|Daniel Futej||Rudolf Sivak|
The target which Slovakia has to reach by 2020 is to produce 14% of energy from renewable resources (currently about 8.7%). The basic legal framework is governed by the Act on Promotion of Renewable Energy and High-Efficiency Cogeneration No 309/2009 Coll. (RES). This is a so-called feed-in tariff law providing for certain support scheme. As of May 1 2010, with respect to requirements for the building of facilities producing energy, an amendment came into effect which requires that a certificate about the compliance of the investment with the long-term energy policy is issued also for facilities producing electricity from solar sources with a capacity of 100KW and more.
According to the RES law, the following energy sources are eligible for support: hydro, solar, wind, geothermal, biomass, biogas and biomethane. Furthermore, the support scheme also covers high efficiency cogeneration.
The production of electricity through eligible energy sources and high-efficiency cogeneration is promoted through the following forms:
(i) priority access to the grid;
(ii) off-take of electricity;
(iii) off-take price;
(iv) premium; and
(v) responsibility for deviation.
Priority access to the grid
This form of support means that an eligible plant will have the right of: (i) priority connection to the regional distribution grid; (ii) access to the grid; and (iii) transmission, distribution and supply of electricity. Consequently, the regional distribution network operators (RDNO) will have to ensure the above support for eligible plants.
This form of support applies to eligible plants regardless of their capacity. The eligible plant may request the RDNO to extend the grid in order to secure connection to the plant.
The costs for connection to the grid and for its extension are to be shared between the RDNO and the eligible plant. The obligation to upgrade the grid is not covered by the legislation.
Off-take of electricity
Under the RAS, the RDNOs are obliged to purchase all electricity produced by eligible plants with an installed capacity of less than 125MW or 200MW in case the electricity is produced through high-efficiency cogeneration and the share of renewable sources in the fuel exceeds 20%.
The price which the RDNOs shall purchase the electricity equals the price of electricity to cover losses which is determined by the national regulatory authority URSO and is addressed to each RDNO.
Fixed purchase price is determined by a decree of URSO and will vary depending on specific energy sources, and in the case of hydro and solar power depends also on the capacity of the plant. The price set up by URSO may be increased by inflation, and also by a coefficient determined by utilised technology (the interpretation of coefficient and how it will be used is unclear so far). URSO sets the prices for electricity for a period of no more than three years in a general applicable decree, whereby the price for a given period cannot be lower than 90% of the price valid in the previous period.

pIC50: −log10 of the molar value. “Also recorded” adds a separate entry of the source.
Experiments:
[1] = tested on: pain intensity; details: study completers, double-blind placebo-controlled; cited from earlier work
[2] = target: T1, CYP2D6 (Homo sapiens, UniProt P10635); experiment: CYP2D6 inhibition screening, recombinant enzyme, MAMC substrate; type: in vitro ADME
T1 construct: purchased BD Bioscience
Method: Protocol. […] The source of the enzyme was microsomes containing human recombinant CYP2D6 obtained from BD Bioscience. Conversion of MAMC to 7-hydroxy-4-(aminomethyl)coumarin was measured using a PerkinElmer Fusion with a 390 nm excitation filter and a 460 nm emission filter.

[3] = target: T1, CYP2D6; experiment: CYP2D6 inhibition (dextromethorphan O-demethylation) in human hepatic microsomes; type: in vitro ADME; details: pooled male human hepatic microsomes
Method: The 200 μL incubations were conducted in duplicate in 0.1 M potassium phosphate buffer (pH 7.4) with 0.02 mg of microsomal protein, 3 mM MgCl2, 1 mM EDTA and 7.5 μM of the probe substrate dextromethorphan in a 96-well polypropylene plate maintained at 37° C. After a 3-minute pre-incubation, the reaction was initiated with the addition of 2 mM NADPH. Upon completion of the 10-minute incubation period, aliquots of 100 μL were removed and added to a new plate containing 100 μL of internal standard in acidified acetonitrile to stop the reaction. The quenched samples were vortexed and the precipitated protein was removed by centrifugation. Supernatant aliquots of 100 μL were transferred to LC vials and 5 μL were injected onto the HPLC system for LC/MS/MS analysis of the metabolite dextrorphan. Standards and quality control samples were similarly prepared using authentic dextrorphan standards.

This form applies to eligible plants as mentioned and equals the difference between the price of electricity and the price of electricity to cover losses. It is paid by the RDNO's to eligible producers of electricity, however the premium is not paid on all electricity produced by an eligible plant.
In other words, an RDNO has to purchase all electricity produced by a plant with installed capacity of less than 125MW, but the premium is not necessarily paid on all produced electricity. For instance, the premium applies to:
(i) all electricity produced from renewable energy sources in a installation with a capacity not exceeding 10MW or 15MW in case of wind power plants;
(ii) all electricity produced through high-efficiency cogeneration in a installation with a capacity not exceeding 10MW;
If the installed capacity exceeds 10 MW or 15 MW in case of wind power plants, the premium is granted only pro-rata which is calculated as a portion of 10MW or 15MW in the case of wind energy to total installed capacity.
Responsibility for deviation
Under this support form, the RDNO assumes responsibility for the difference between the contracted amount of electricity to be supplied and the amount actually supplied. It applies only to plants with a total installed capacity of les than 4MW.
The support regarding priority access to the grid, off-take of electricity and off-take price applies for 15 years from the year in which the plant is put into operation or in which the respective technological part of an existing plant undergo reconstruction or modernisation. For plants with an installed capacity of up to 1MW, the support applies for their lifetime. The price of electricity equals sum of premium and the price of electricity to cover losses.
Despite the unclear wording in the RES , it is generally understood that the price for electricity in the year in which the plant is put into operation or in which the respective technological part of an existing plant undergo reconstruction or modernisation is fixed for 15 years.
In general, RDNOs shall bear the costs of the support scheme whereby their costs will be taken into account by URSO when setting the prices; however, the ultimate burden of the support is to be borne by the consumers.
Due to unpredictability of wind and solar energy, no consents for wind and solar power plants will be granted until the end of 2011, after which the situation on the energy market will be assessed and a new decision will be made.
As regards the types of renewable energy sources, Slovakia has a big potential in the use of biomass. About 300,000 hectares of permanent grassland are available for energetic use.
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